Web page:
After several years of attempting a prairie burn, it all finally came together on April 11, this year, 2015. We made the fire break with the tractor the night before, plowing and then disking. The rain held off and the wind finally settled down around 9:00 pm before we felt comfortable starting with the back burn. After the back burn was in place, we burned the remaining grass in sections, letting the fire rip downwind.
The prairie restoration project was first burned and planted in 2011 with help from the DNR, the NRCS and the Prairie Farm Fire Department. The initial project was a mixed bag of successful and unsuccessful prairie grass. A portion of the original project was taken over by weeds such as thistle, nettle, and burdock. Hopefully this burn and future burns will help eliminate those weeds letting the warm season grasses take hold.
Beautiful weather arrived before tax day. This is a great time of year to scout and work on deer stands. I was scouting the creek looking for deer sign when I bumped a goose sitting on this nest. The nest sits on rock that collapsed from the protruding bluff to the left of frame. At the time of the collapse, there was a hunter in a tree 150 yards away.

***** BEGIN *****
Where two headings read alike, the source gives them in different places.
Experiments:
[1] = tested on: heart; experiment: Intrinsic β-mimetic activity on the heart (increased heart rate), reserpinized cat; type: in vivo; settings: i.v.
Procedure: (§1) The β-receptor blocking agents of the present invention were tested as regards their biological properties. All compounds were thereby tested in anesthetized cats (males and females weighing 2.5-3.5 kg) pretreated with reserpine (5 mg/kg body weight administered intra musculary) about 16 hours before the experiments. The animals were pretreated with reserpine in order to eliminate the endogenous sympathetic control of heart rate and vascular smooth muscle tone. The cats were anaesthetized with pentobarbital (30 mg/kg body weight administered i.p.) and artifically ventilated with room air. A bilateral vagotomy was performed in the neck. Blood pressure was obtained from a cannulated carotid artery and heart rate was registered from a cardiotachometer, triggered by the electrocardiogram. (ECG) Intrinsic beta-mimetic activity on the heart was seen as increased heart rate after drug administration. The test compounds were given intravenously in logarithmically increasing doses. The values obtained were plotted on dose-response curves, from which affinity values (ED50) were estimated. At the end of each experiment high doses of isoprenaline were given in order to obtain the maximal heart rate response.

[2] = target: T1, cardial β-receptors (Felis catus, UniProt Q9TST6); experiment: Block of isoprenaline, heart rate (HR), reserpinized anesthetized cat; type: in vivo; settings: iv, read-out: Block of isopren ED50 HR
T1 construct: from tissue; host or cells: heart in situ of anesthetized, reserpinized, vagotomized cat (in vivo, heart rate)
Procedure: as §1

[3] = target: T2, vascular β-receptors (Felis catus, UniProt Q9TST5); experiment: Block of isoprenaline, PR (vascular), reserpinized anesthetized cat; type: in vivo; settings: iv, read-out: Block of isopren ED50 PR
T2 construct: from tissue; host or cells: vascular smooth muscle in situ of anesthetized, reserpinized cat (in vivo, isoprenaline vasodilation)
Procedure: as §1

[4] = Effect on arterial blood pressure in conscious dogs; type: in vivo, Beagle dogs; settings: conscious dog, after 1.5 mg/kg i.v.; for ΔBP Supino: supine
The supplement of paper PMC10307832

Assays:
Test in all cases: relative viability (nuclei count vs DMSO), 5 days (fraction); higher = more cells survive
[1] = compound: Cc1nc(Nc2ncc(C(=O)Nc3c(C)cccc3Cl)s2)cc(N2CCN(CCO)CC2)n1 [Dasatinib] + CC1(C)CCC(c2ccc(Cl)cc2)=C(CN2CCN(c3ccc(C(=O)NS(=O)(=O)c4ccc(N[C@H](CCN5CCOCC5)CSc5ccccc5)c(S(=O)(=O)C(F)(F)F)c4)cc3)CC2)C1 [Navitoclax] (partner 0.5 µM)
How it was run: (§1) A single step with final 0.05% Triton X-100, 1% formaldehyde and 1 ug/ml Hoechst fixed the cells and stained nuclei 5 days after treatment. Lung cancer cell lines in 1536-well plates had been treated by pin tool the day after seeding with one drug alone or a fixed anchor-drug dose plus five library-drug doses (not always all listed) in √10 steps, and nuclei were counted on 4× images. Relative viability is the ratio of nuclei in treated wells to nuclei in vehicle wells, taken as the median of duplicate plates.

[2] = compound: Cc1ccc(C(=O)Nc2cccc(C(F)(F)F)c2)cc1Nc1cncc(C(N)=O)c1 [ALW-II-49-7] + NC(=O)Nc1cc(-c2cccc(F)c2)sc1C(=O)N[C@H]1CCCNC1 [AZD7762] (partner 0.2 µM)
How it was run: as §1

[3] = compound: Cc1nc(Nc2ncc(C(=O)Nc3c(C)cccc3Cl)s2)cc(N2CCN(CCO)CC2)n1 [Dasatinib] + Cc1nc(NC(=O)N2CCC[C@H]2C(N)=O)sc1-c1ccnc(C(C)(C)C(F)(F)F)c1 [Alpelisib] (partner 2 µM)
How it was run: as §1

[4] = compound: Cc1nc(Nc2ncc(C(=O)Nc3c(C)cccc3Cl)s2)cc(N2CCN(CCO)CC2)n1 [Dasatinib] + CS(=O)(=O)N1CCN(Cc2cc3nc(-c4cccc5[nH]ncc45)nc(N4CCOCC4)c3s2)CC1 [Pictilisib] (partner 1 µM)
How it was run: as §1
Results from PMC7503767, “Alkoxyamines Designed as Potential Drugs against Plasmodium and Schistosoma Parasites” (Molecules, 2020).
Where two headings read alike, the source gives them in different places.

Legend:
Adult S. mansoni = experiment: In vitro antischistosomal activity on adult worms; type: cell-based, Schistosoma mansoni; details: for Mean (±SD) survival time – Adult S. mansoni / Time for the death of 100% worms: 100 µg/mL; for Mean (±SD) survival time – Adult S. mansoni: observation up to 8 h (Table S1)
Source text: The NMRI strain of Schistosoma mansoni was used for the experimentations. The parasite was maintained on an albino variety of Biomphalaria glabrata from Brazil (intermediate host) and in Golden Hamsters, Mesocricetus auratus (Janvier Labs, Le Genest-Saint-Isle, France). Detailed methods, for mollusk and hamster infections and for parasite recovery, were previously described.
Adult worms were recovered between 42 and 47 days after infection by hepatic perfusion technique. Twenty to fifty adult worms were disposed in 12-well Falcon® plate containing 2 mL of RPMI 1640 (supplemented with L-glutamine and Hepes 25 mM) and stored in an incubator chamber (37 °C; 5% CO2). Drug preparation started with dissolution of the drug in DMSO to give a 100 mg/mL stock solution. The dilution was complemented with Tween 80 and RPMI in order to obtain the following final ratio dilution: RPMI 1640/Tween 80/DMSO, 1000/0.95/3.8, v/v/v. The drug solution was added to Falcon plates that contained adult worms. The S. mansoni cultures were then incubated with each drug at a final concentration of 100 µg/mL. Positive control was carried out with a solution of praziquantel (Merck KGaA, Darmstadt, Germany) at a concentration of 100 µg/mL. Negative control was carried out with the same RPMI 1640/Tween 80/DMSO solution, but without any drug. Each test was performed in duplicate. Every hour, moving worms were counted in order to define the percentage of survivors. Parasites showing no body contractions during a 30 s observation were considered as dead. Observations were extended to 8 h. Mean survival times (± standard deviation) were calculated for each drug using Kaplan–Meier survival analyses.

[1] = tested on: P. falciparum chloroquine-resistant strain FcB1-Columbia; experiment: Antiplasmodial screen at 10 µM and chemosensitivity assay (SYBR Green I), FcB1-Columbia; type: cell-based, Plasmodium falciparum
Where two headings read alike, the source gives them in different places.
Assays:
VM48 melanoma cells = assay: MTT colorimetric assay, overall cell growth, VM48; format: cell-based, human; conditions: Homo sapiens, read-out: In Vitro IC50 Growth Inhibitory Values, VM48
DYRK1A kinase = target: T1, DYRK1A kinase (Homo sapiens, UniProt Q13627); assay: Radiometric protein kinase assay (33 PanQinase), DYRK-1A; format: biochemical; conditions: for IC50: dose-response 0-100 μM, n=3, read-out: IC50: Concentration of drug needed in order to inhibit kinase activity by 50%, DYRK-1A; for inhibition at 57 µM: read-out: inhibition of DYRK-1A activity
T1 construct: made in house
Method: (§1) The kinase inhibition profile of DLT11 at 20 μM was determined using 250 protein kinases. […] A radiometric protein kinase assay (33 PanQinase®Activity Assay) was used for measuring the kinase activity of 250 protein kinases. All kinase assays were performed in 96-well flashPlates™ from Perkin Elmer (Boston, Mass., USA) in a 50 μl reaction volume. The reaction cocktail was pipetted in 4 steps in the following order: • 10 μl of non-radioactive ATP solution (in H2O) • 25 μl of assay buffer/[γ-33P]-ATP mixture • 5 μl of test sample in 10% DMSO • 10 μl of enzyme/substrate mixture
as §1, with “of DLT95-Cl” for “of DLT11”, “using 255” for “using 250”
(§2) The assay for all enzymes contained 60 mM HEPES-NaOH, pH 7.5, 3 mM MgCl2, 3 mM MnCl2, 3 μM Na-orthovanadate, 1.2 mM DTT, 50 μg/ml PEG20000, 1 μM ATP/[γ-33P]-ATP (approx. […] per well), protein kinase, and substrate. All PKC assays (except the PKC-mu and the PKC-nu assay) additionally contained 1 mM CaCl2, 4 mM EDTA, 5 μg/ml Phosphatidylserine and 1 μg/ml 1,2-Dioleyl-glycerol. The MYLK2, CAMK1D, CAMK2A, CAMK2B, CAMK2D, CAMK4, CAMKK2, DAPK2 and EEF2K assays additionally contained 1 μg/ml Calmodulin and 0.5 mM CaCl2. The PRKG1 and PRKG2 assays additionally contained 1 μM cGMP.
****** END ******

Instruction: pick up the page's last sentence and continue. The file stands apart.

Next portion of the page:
It had been a very rainy October that year that saturated the ground, weakening the hold on the rock outcrop. The outcrop toppled over along with three or four 10″ diameter trees also tipping into Turtle Creek. The hunter heard the sound and turned in time to see the tress falling over. He was quite amazed to have witnessed this rare event.
This is what your trophy buck looks like when he arrives home, or in this case to work. We had a custom built “buck box” made for this UPS trip, then had 750,000? styrofoam peanuts to soften the bumps along the way. This trophy buck arrived in perfect shape, eye lashes, whiskers and all. Thanks to Rodger for supplying these photos.
It appeared that some bucks lost antlers around Christmas. However, from what we’ve seen lately, many of the bucks still have their antlers. Go figure.
We had a local taxidermist, Scott Stuart, mount this trophy for us. As we discussed the shipping possibilities, neither Scott nor I wanted to be responsible for the packaging of this buck. So I called UPS and asked if they could crate up a mount. No problem……but it took some pondering before UPS decided to build a wooden crate, instead of relying on the usual card board boxes. I just had to hang this trophy up in a couple different places to see how he looked.
Happy Trails Trophy WI Whitetail!